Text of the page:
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  • The memorable arrangement in Bristol was made a few weeks before Wesley's field of labour was extended to the north of England in May 1742.

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  • Wesley believed that the grace of God could transform every life that received it.

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  • Up till 1742 Wesley's work was chiefly confined to London and Bristol, with the adjacent towns and villages or the places which lay between them.

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  • On his way to Newcastle that year Wesley visited Birstal, where John Nelson, the stone-mason, had already been working.

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  • In the summer Charles Wesley visited Wednesbury, Leeds and Newcastle.

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  • In 1743 Wesley secured a west-end centre at West Street, Seven Dials, which for fifty years had a wonderful history.

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  • In August 1747 Wesley paid his first visit to Ireland, where he had such success that he gave more than six years of his life to the country and crossed the Irish Channel forty-two times.

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  • Wesley's first visit to Scotland was in 1751.

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  • Such extension of his field would have been impossible had not Wesley been helped by a heroic band of preachers.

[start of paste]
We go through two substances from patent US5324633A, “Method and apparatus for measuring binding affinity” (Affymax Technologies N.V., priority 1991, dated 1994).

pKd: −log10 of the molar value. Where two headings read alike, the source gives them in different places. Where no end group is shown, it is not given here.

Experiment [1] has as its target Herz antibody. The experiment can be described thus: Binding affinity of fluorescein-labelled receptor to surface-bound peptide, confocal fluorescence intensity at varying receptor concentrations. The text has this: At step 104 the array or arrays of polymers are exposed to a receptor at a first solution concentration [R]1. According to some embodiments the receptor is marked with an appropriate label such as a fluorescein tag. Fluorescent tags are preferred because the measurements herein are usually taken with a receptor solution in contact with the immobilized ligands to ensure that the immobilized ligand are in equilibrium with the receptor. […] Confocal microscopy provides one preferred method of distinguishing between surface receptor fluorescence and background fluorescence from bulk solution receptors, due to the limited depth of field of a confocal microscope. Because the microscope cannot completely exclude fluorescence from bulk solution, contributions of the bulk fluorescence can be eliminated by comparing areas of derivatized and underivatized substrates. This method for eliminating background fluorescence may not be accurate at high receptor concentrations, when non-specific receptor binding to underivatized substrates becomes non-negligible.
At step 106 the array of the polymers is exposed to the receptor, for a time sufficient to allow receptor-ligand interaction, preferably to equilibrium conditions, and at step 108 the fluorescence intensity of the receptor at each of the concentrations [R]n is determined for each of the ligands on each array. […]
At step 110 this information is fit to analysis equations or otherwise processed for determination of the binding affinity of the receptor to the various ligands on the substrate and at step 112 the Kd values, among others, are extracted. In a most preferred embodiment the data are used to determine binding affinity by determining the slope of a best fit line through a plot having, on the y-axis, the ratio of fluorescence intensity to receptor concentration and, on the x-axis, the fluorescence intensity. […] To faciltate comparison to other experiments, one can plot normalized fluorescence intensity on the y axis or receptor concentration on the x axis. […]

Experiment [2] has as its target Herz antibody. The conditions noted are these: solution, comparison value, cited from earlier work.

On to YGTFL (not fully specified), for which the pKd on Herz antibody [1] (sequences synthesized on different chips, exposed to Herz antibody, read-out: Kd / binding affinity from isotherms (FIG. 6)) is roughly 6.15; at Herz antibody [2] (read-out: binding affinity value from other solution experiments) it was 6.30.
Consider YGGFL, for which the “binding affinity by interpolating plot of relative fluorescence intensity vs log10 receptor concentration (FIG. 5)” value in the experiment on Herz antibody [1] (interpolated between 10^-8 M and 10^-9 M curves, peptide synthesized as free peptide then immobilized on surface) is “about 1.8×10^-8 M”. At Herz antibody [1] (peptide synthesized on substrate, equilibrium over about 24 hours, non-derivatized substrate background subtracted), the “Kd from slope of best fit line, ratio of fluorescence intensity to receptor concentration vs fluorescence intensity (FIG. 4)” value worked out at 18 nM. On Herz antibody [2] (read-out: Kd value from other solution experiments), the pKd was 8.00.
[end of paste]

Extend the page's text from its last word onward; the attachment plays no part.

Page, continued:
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  • Wesley says: "Joseph Humphreys was the first lay preacher that assisted me in England, in the year 1738."

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  • That was probably help in the Fetter Lane Society, for Wesley then had no preaching place of his own.

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  • Wesley hurried to London to check this irregularity, but his mother urged him to hear Maxwell for himself, and he soon saw that such assistance was of the highest value.

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  • As the work advanced Wesley held a conference at the Foundery in 1744.

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  • The conference became an annual gathering of Wesley's preachers.

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  • In February 1784 Wesley's deed of declaration gave the conference a legal constitution.

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  • In 1771, Francis Asbury, the Wesley of America, crossed the Atlantic. Methodism grew rapidly, and it became essential to provide its people with the sacraments.

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  • In September 1784 Wesley ordained his clerical helper, Dr Coke, superintendent (or bishop), and instructed him to ordain Asbury as his colleague.

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  • Richard Whatcoat and Thomas Vasey were ordained by Wesley, Coke and Creighton to administer the sacraments in America.

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  • Wesley had reached the conclusion in 1746 that bishops and presbyters were essentially of one order (see Methodism, sect.